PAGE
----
There is a lot to think about for those moving recyclate at the moment, with different grades reacting to different conditions.
For example, PET and HDPE bottle prices are down, but film grades have increased again.
OCC has crept up again this week, while other grades were more stable.
Copper, aluminium and lead were also up, but no movement otherwise for the rest of the metal grades.
In the PRN/PERN market, it was also a quiet week. With it being the start of the full 2021 compliance year, and the 2020 transition period now over, the market was waiting to see what will happen, with nobody seeming brave enough to step in as yet.
This is partly driven by an expectation that PRN/PERN prices will rocket this year with tougher targets ahead.
Those moving recyclate faced a benign FX environment for the pound trading against the dollar at $1.36. But it was different with the euro, with the pound jumping to €1.14 from €1.13 a week ago.
PET and HDPE bottle prices have eased on the back of less demand.
With lockdowns occurring across the world, there is less on-the-go purchases of soft drinks. In particular, this has hit PET prices, as the price paid for the recycled end product has also fallen.
EU demand is quite weak at the moment, especially as buyers there aren’t desperate to buy and don’t want the paperwork hassle of buying UK material. Those buying in the UK are happy to lower prices.
With HDPE, there is good supply at present from the domestic supply with more people at home during lockdown, and this has just lowered prices a touch.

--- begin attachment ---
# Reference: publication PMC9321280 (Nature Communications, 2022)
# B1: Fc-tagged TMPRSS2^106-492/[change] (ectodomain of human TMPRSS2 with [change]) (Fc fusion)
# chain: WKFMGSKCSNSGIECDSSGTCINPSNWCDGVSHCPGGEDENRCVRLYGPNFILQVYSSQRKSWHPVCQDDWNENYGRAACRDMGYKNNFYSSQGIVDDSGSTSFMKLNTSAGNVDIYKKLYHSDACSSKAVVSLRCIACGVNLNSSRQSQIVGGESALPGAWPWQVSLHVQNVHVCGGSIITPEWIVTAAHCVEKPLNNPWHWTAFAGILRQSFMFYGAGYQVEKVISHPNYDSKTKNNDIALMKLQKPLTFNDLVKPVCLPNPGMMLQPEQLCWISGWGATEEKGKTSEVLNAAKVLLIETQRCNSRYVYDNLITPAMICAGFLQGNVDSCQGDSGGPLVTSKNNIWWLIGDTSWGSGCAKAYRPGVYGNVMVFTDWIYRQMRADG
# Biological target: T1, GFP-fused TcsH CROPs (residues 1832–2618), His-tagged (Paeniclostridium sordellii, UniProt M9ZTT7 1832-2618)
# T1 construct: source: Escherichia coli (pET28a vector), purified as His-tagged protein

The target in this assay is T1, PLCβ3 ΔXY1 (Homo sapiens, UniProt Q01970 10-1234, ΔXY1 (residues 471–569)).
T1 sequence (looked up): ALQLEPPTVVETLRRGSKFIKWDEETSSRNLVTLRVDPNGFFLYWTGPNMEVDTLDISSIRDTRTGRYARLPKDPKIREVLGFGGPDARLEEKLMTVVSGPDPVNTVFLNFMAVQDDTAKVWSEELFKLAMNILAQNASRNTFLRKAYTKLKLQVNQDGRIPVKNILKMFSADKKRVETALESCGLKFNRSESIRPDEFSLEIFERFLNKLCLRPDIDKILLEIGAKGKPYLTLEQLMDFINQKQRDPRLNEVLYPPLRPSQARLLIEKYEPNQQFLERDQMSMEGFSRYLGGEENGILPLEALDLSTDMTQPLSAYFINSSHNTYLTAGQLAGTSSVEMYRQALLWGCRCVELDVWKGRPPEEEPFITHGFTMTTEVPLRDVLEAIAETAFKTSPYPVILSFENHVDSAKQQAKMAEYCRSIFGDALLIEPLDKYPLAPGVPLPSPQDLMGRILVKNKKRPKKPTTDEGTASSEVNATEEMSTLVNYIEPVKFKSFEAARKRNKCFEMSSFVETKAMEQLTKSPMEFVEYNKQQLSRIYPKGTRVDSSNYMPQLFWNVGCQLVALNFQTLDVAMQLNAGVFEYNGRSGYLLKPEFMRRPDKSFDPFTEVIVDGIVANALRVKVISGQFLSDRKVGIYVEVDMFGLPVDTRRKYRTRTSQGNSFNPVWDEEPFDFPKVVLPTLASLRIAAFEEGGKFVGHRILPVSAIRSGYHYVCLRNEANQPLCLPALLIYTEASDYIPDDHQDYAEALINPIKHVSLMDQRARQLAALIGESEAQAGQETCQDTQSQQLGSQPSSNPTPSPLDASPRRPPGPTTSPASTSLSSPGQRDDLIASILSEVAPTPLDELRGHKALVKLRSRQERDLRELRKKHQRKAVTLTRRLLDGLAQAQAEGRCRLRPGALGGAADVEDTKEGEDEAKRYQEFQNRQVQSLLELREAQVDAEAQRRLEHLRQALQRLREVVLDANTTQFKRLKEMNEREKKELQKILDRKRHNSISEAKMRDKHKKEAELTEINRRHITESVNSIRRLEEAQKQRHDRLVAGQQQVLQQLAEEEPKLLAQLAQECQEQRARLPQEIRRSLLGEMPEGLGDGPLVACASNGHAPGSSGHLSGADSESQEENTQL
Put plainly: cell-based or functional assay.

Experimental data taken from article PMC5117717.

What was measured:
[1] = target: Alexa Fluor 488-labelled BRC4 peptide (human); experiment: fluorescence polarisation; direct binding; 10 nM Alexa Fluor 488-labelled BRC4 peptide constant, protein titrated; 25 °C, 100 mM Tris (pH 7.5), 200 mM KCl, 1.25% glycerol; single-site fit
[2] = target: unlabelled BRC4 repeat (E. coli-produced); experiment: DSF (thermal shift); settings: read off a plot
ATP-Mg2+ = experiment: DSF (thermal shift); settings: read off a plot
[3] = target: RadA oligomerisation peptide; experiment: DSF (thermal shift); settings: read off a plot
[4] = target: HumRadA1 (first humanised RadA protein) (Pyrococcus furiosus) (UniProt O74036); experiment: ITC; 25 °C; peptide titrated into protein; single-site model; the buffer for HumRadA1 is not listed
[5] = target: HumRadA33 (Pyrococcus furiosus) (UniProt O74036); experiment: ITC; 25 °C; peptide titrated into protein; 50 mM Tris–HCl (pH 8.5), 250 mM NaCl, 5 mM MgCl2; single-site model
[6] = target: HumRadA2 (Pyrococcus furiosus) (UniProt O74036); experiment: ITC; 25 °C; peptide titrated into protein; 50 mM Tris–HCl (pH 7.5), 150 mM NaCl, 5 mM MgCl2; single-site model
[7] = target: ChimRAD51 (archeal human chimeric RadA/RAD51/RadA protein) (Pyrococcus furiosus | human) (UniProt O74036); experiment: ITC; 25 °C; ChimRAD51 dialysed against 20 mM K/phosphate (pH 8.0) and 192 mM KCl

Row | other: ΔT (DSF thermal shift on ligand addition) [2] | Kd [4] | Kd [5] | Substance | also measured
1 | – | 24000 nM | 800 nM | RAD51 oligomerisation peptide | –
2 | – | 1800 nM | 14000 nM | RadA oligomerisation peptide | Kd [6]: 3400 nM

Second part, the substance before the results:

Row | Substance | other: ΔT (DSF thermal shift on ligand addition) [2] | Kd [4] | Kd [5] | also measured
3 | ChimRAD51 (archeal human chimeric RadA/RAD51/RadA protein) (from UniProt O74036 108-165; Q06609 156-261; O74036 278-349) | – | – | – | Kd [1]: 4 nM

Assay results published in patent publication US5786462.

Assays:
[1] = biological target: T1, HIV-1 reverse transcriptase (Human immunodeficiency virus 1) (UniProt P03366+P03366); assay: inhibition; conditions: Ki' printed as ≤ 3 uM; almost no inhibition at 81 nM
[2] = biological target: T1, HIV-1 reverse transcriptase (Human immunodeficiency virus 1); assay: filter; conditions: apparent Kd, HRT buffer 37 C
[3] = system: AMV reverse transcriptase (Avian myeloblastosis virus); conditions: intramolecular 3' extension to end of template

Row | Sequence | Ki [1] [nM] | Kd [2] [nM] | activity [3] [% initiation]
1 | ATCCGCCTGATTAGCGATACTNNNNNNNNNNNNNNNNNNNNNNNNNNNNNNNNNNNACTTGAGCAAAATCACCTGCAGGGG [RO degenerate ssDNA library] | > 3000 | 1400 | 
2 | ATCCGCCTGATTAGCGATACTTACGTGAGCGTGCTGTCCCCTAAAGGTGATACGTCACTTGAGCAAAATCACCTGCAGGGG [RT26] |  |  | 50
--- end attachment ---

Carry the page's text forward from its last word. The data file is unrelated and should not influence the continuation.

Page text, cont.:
The situation is different with film, but only 98/2 and 99/1 is attracting good prices and seeing rises. European demand is still driving this and they are happy to buy especially with PERN support.
There is also some unconfirmed talk that India is likely to come back into the market for good film grades, and this has meant some have been keen to secure stock at cheaper prices in case this happens.
OCC was the only grade to see a price rise this week.
Interest is coming from EU, India and South East Asia in particular. With low generation of cardboard and a reported shortage of pulp, it is definitely a market where those who have the material can command high prices.
Some are noting that mills are asking to buy, but suppliers just can’t get hold of enough material to sell to them.
But there is always a limit to how high mills are prepared to go, and further price rises will depend on the top level mills are prepared to pay.
UK mills seem to be well enough stocked and aren’t keen to make orders at these prices.
Other grades did not rise this week, although demand for mixed in particular remains strong. This grade could see even more interest if OCC prices keep getting higher.
Copper, aluminium and lead all saw price increases this week, following rises on the LME.
The increase for aluminium meant the start of the month brought higher aluminium can prices too.
Ferrous grades were unchanged.
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